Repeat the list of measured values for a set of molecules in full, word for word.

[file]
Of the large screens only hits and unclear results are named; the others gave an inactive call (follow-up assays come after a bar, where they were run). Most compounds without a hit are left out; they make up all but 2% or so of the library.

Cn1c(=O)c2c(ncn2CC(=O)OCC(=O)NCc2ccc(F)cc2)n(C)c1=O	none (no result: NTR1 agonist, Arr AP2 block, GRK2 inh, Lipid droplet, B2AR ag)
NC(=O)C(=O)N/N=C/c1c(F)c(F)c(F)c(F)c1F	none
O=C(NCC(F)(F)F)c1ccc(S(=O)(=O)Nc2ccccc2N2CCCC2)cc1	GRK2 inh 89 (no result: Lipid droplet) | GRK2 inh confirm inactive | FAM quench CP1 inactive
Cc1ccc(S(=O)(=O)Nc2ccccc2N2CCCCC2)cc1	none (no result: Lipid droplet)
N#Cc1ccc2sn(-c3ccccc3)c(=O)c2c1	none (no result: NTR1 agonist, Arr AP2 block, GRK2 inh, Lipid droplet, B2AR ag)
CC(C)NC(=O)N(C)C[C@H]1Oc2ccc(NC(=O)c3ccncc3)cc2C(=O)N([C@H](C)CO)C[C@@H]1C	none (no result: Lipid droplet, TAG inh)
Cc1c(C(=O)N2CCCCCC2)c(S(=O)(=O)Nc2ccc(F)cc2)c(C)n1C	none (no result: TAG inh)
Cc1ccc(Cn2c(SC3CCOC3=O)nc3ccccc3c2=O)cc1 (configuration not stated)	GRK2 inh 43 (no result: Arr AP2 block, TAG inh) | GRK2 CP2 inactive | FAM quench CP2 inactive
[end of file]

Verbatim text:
Of the large screens only hits and unclear results are named; the others gave an inactive call (follow-up assays come after a bar, where they were run). Most compounds without a hit are left out; they make up all but 2% or so of the library.

Cn1c(=O)c2c(ncn2CC(=O)OCC(=O)NCc2ccc(F)cc2)n(C)c1=O	none (no result: NTR1 agonist, Arr AP2 block, GRK2 inh, Lipid droplet, B2AR ag)
NC(=O)C(=O)N/N=C/c1c(F)c(F)c(F)c(F)c1F	none
O=C(NCC(F)(F)F)c1ccc(S(=O)(=O)Nc2ccccc2N2CCCC2)cc1	GRK2 inh 89 (no result: Lipid droplet) | GRK2 inh confirm inactive | FAM quench CP1 inactive
Cc1ccc(S(=O)(=O)Nc2ccccc2N2CCCCC2)cc1	none (no result: Lipid droplet)
N#Cc1ccc2sn(-c3ccccc3)c(=O)c2c1	none (no result: NTR1 agonist, Arr AP2 block, GRK2 inh, Lipid droplet, B2AR ag)
CC(C)NC(=O)N(C)C[C@H]1Oc2ccc(NC(=O)c3ccncc3)cc2C(=O)N([C@H](C)CO)C[C@@H]1C	none (no result: Lipid droplet, TAG inh)
Cc1c(C(=O)N2CCCCCC2)c(S(=O)(=O)Nc2ccc(F)cc2)c(C)n1C	none (no result: TAG inh)
Cc1ccc(Cn2c(SC3CCOC3=O)nc3ccccc3c2=O)cc1 (configuration not stated)	GRK2 inh 43 (no result: Arr AP2 block, TAG inh) | GRK2 CP2 inactive | FAM quench CP2 inactive